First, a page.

What is Omphalosaurus?

Updated October 28, 2016 with a nesting of Omphalosaurus as a sister to Largocephalosaurus, an aquatic diapsid, basal to enaliosauria. 

Omphalosaurus nevadanus is an enigmatic marine reptile.
Known from only a few scraps (ribs, vertebrae) plus a few skull pieces that few paleontologists can confidently identify (and some very strange ones they can!), Omphalosaurus has baffled workers for over a hundred years. Considered “aberrant and fragmentary” by Maisch (2010), Omphalosaurus as been nested in and out of the Ichthyopterygia because there are no closely related sister taxa. It really is ‘out there,’ pretty much all alone.

Omphalosaurus palate with elements colorized.

Figure 1. Omphalosaurus palate with elements colorized. Note the huge expanded splenials from Motani 2000. The palate is broad like that in Claudiosaurus, but toothless.

Meriam (1906, 1908, 1911) erected the genus based on a fragmentary skull with two associated vertebrae from the middle Triassic of Nevada. He considered it a distinct sort of reptile possibly related to placodonts or rhynchosaurs based on the button-like and disordered dentition.

Shortly thereafter, Wiman (1910) described similar teeth form the Lower Triassic of Spitzbergen. The postcranial bones included discoidal vertebrae and humeri that resembled those of the ichthyosaur, Shastasaurus. Wiman (1910) erected a new genus and three species based on fragmentary remains.

Later papers by both workers split the fossil generically, considering the vertebrae ichthyopterygian, and the dentition something else. More recent papers lumped Omphalosaurus with the ichthyosaur, Grippia, typically without citing reasons for doing so.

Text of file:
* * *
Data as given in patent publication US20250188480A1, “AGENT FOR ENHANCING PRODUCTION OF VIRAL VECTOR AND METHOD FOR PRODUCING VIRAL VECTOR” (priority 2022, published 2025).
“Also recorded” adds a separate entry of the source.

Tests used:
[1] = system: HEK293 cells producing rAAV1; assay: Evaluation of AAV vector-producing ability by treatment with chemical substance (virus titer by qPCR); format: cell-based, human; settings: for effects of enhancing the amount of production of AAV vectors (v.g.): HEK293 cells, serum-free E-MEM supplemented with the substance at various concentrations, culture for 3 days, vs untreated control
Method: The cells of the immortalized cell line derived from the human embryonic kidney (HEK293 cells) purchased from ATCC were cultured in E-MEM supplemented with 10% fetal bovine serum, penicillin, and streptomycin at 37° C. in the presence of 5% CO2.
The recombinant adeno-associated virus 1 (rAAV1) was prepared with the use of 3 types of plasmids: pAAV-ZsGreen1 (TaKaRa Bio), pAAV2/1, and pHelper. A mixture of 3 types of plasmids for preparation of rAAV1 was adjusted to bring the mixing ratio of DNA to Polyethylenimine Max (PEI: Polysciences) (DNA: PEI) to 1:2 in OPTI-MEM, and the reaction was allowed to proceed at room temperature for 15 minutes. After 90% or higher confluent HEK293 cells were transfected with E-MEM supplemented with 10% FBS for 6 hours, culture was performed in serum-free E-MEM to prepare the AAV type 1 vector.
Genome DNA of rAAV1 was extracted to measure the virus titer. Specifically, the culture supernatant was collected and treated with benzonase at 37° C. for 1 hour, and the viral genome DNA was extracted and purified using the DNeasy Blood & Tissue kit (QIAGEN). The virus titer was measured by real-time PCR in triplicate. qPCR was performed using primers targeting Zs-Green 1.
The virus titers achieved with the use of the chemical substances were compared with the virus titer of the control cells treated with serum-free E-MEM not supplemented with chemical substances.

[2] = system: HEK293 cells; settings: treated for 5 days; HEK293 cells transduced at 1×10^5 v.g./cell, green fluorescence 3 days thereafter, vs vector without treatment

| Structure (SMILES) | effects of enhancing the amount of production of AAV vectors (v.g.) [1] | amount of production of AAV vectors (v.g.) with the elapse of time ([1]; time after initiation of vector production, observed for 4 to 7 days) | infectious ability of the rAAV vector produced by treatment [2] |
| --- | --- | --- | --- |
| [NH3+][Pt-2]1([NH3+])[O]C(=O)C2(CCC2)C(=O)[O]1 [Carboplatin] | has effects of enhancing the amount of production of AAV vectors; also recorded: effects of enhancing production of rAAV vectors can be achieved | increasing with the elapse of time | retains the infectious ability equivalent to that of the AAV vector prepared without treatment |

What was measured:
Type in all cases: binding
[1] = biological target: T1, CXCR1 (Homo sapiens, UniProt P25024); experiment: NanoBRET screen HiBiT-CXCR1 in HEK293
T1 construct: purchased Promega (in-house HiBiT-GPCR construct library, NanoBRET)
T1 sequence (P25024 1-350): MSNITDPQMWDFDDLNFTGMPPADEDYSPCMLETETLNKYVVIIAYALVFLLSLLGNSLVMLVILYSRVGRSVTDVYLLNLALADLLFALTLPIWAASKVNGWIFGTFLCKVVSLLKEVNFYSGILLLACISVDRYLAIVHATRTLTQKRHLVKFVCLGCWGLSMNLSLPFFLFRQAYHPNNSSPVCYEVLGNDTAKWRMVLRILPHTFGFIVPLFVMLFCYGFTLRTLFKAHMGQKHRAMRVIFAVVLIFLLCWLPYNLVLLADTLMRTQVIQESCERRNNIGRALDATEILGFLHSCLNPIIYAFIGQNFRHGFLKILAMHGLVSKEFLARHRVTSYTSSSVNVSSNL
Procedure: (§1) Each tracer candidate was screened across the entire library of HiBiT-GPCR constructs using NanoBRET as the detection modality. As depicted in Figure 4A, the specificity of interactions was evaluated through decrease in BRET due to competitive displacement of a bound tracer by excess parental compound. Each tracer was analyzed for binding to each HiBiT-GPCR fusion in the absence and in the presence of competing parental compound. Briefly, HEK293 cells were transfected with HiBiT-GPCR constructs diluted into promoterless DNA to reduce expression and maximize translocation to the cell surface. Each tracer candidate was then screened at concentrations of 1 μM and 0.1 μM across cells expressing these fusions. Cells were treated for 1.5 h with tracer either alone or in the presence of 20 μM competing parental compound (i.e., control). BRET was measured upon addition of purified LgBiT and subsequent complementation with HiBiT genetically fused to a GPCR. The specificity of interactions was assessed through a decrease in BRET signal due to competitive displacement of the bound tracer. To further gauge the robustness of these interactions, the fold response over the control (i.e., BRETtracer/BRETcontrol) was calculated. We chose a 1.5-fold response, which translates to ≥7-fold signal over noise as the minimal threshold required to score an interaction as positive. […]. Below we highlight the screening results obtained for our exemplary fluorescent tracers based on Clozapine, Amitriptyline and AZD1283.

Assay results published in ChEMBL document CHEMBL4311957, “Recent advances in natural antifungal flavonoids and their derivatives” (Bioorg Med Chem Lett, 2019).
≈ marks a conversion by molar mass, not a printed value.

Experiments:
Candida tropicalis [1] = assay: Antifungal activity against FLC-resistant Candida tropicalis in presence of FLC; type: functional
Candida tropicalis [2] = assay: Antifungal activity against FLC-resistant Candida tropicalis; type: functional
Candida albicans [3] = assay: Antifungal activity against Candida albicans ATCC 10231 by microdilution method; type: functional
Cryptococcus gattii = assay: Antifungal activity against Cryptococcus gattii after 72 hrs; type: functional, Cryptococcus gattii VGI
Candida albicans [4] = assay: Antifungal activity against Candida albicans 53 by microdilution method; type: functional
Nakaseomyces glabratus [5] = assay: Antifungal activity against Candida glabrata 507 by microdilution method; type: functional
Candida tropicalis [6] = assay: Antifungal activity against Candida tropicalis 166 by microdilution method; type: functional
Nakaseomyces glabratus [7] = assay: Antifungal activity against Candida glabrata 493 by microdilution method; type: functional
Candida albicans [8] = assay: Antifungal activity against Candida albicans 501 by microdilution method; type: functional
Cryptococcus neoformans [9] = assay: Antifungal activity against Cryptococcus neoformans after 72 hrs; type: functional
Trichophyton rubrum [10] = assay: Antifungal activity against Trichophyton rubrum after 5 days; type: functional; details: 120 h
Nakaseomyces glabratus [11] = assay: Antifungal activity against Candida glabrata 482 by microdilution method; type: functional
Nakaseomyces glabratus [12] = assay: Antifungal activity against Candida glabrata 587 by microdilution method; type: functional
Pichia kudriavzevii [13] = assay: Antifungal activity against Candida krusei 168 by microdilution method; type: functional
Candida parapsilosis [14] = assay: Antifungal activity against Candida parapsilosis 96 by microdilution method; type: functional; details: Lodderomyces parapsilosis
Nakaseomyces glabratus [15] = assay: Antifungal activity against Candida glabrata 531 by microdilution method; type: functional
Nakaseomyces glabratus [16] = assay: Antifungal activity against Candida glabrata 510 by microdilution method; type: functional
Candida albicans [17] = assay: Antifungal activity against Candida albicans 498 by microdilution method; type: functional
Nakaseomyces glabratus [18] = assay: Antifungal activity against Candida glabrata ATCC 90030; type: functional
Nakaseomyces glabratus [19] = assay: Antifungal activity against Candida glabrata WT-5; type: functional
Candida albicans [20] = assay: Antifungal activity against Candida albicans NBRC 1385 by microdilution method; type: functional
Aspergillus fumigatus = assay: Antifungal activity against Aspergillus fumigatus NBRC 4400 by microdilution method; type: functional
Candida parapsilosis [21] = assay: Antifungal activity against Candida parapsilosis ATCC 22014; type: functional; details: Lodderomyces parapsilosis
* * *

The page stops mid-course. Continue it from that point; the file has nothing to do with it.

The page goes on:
Mazin (1983) stated reasons for including Omphalosaurus within the Ichthyopterygia. Tichy (1995) described a more complete specimen from Austria. Sander and Faber (1998) added data to this enigma.

The holotype (UCMP 8121, University of California Museum of Paleontology, Berkeley) is difficult to interpret, according to Motani (2000). The key feature of Omphalosaurus is the presence of rounded teeth that do not form a single tooth row, but are established, almost randomly, along the premaxilla and dentary. The maxilla (Fig. 2) appears edentulous. The extent of the splenials is also unmatched, including an elongated symphysis. Motani (2004) concluded that the Wiman (1911) Spitzbergen material consisted of several distinct genera.

Motani (2004) nested Omphalosaurus outside of the Ichthyopterygia, more basal than Utatsusaurus. This is always a problem nesting enigmas at the base of any clade without including further outgroups.

Omphalosaurus nevadanus,